New research out today finds that only 30% of business executives actually knew they were receiving a tax credit for “engaging in qualified job creation, machinery and equipment investment, research and development investment, and other activities in the state.”  

When we think about it fully, this makes sense.  Businesses will hire more staff only when they need additional people to meet demand, not because they have extra cash laying around. That extra cash from the incentive is profit. Businesses continue to report that access to a highly skilled workforce, infrastructure, and markets are the common needs considered in location decisions.  In the analysis, on a scale of 19 factors, business executives ranked tax incentives as 15th (those not receiving the credit) and 16th (those receiving the credit).

We need all businesses to pay their fair share, instead of creating loopholes for those with good lobbyists.

House passes Ohio budget

BREAKING NEWS-01The Ohio House of Representatives passed HB 64 on Wednesday April 22nd by a mostly party line vote 63-35. The legislation builds on a decade of  income tax cuts that primarily benefit the wealthiest Ohioans.  The cost of the 6.3% income tax cut is $1.2 billion over the biennium.  Since 2005, Ohio has cut the income tax repeatedly, and Ohioans have fewer jobs, smaller paychecks, and a higher poverty rate. We could make major investments into education, infrastructure, public health, and other great public services that strengthen our communities.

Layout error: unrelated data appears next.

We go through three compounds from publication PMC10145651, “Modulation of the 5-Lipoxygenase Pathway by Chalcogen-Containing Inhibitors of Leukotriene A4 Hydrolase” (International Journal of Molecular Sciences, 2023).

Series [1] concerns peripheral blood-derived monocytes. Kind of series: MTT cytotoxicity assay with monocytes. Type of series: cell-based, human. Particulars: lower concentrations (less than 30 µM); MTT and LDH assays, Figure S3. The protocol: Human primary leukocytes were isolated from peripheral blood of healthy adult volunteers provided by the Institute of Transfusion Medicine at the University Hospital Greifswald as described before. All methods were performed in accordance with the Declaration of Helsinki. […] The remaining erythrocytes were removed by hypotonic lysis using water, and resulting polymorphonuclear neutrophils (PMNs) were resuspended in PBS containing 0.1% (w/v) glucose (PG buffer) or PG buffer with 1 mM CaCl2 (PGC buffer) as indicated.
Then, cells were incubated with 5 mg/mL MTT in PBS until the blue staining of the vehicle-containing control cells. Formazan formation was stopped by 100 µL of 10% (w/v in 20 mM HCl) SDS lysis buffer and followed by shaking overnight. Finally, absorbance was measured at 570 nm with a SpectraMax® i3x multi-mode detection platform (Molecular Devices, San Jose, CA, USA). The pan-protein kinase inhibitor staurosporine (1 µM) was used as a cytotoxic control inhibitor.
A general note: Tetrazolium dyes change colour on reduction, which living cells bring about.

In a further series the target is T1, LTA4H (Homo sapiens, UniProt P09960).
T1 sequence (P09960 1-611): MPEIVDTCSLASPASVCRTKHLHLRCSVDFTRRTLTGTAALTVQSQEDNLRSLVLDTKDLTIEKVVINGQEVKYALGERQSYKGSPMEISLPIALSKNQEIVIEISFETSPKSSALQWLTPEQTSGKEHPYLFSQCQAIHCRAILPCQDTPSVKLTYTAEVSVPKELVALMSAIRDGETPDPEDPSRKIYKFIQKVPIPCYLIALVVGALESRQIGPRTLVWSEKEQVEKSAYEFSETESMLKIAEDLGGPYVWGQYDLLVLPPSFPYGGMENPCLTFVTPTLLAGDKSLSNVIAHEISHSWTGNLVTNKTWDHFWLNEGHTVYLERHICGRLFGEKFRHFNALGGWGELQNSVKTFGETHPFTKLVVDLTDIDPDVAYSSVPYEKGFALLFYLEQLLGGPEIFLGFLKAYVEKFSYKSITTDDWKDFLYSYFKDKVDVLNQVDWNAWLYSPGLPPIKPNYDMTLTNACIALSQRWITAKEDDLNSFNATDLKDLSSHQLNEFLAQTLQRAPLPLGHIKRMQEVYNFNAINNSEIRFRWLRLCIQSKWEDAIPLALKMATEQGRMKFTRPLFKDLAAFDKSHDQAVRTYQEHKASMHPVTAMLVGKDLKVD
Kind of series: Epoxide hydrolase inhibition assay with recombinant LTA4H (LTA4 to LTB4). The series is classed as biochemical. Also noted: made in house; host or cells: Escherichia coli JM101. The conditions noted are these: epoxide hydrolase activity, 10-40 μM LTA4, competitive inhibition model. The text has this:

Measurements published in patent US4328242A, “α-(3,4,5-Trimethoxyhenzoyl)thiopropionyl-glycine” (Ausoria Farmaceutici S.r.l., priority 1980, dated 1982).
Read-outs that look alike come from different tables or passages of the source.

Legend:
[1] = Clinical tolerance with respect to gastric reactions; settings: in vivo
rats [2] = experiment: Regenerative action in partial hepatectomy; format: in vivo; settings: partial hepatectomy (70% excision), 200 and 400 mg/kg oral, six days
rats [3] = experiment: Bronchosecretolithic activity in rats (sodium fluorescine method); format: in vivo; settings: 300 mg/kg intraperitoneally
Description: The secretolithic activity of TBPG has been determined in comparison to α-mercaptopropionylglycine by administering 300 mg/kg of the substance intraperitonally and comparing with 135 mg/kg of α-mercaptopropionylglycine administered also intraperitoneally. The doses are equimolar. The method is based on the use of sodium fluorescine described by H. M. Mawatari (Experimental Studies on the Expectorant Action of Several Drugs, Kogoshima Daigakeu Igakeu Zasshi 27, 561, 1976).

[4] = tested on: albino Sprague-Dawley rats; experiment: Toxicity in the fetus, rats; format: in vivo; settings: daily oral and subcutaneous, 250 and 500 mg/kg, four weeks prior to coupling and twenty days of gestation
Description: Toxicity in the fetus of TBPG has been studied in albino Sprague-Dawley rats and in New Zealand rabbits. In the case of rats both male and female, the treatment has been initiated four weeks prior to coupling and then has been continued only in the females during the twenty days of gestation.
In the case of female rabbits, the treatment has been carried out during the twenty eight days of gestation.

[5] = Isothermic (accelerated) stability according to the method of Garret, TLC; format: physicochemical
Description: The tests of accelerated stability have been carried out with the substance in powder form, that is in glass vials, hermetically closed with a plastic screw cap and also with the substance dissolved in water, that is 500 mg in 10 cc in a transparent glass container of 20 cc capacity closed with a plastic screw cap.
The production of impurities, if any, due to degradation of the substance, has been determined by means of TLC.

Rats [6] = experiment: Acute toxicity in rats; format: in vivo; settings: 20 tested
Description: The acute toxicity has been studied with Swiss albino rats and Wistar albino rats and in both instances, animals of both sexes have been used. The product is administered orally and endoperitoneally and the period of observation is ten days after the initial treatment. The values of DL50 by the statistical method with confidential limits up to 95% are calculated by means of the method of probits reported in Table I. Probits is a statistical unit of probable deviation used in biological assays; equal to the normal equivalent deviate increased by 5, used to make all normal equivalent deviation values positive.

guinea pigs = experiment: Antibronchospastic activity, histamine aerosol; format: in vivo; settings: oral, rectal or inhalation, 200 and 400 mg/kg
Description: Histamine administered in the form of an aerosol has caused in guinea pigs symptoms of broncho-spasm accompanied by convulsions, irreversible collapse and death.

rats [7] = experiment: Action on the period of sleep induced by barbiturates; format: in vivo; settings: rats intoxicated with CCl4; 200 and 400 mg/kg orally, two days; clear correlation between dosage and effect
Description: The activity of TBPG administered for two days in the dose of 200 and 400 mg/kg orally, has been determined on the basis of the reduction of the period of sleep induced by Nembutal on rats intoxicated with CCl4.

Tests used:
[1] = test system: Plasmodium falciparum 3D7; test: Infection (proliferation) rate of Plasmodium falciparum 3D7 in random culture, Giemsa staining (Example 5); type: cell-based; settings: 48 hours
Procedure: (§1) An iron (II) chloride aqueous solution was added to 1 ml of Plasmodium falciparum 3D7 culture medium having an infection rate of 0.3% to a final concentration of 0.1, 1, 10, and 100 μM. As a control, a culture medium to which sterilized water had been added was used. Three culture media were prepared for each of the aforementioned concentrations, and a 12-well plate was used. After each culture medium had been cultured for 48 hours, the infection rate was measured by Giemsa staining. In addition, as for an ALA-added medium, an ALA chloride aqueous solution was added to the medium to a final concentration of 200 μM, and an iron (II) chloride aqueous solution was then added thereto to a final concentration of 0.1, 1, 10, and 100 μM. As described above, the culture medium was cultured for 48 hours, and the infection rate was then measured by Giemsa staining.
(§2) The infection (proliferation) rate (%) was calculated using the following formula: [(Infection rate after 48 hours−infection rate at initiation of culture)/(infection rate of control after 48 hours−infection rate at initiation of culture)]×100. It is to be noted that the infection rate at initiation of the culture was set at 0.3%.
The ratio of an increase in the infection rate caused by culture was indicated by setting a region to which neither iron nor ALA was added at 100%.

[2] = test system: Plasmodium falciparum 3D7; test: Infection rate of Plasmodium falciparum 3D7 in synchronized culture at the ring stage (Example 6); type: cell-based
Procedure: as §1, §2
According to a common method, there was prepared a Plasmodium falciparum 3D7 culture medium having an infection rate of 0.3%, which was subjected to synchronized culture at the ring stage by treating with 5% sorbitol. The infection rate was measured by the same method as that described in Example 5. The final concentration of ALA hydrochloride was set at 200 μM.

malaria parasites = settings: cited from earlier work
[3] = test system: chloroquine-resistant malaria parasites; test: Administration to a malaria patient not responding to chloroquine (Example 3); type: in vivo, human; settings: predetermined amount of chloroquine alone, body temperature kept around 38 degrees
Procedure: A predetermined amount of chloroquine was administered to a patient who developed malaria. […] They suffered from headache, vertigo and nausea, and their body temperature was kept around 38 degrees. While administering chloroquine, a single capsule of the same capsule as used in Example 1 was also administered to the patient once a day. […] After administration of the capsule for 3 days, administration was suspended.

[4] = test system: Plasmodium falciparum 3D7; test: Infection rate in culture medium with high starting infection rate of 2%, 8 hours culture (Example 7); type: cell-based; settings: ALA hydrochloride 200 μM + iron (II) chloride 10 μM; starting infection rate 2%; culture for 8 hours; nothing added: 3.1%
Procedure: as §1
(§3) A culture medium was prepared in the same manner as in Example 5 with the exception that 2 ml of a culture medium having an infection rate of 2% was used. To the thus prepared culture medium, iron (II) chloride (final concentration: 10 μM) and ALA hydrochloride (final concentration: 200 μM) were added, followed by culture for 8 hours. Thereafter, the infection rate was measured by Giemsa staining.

We are also disappointed that the Ohio House removed language establishing a tax expenditure review commission and an appropriate severance tax. The Ohio Senate now has the opportunity to build on the House’s work related to investments in education (including pre-K and higher ed), local government, and community services.

What is TPP?

SCHOOL CUTS-01Ohio House Republicans introduced their budget amendments earlier this week, and held three days of public testimony. Many parents, students, and school administrators showed up to testify against the elimination of TPP reimbursements.

TPP stands for Tangible Personal Property, which refers to a type of property (such as machines in a factory) that would be subject to local property taxes. As a part of the 2005 tax reform package, the state eliminated property taxes on tangible personal property. This dramatically reduced the amount of taxable property in most school districts, leading to major losses of revenue.

In 2005, policymakers recognized that this would put a huge hole in many school districts budgets and promised to reimburse local communities for those lost funds. However, those reimbursements have been reduced from the original promise, and the Governor’s budget proposed eliminating those funds. The House modified the Governor’s proposal, but 93 school districts still lose money.  When the state has a budget surplus – how can we justify cutting funds for our schools?  The state will use this money to finance an income tax cut for the wealthiest Ohioans – leaving local communities to cut services to students or increase local property taxes.

 

Ohio can do Better